Only if the menorah was made from gold, then its base, shaft and branches had to have gviim kaphtorim uphrakhim, flower cups, knobs and blossoms. The position and number of these ornamentations were precisely specified and, as mentioned earlier, were so essential that not a single one could be missing makvin zeh et zeh.

Of these three ornamentations the symbolic significance of the prakhim flowers is the most obvious. pehrakh is the term commonly used for flower or blossom, and proakh the term commonly used for flowering or blossoming. Hence, wherever prakhim occur as symbolic ornamentations, we should not depart from the image conveyed by flowers and flowering. Indeed, they will remain our point of reference when we establish the significance of the other ornamentations associated with them; in the present context, these are mainly the gviim flower cups and kaphtorim the knobs.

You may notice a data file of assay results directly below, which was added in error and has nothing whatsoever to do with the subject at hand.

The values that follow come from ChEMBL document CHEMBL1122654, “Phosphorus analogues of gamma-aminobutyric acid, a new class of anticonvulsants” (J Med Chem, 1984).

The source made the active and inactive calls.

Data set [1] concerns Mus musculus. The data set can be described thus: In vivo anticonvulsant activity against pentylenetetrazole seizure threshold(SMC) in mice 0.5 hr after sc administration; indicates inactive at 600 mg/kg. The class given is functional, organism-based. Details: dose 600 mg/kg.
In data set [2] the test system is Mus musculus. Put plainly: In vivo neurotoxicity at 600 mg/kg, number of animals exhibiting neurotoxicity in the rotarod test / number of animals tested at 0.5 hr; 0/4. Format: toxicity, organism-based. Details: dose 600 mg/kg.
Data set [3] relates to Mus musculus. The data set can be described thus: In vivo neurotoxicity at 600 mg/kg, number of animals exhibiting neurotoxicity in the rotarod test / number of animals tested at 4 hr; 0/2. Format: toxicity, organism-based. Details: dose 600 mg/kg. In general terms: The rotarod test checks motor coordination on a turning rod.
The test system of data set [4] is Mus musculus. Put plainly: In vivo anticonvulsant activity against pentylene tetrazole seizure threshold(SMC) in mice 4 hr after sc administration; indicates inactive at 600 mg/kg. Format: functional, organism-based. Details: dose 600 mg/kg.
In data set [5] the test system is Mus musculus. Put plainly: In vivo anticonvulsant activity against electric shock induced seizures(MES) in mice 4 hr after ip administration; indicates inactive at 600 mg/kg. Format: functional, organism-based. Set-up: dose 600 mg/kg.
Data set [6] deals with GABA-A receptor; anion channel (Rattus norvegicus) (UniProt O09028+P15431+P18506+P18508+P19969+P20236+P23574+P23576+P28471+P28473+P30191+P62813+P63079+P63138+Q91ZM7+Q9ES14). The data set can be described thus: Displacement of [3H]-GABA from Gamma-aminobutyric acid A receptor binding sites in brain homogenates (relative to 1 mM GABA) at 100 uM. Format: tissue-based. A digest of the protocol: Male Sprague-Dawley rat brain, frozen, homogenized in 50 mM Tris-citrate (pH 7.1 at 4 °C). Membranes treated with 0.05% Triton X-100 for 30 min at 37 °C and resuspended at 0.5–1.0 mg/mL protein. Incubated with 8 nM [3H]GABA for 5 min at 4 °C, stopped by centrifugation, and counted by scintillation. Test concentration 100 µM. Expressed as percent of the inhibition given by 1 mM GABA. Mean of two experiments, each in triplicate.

The symbolic significance of gaviah is also quite clear. The term denotes chalice, or flower cup. The use of this term in Jeremiah 35:5 (and I set before the house of Rehabites cups full of wine, and goblets) seems to indicate that gaviah refers not to the drinking cup but to a larger vessel in which the wine was brought to the table and from which it was then poured into kossot goblets. We are told that gviim mleiim yayin and kossot were offered together. This explanation would be consistent with the connotations of the roots koss and gehvah. koss derives from its relationship to kesses the connotation of apportioning, of counting out something to someone. koss therefore denotes a vessel in which the individual who drinks from it is served a measure or portion specifically intended for him. Accordingly, it is used as a metaphor denoting mans destiny apportioned to him by God. The related roots of givah, gehvah, gehvakh, gavohah, gavo refer to an accumulation of matter. Hence, gaviah would be that receptacle in which the entire amount of liquid available for drinking is received, accumulated and held together.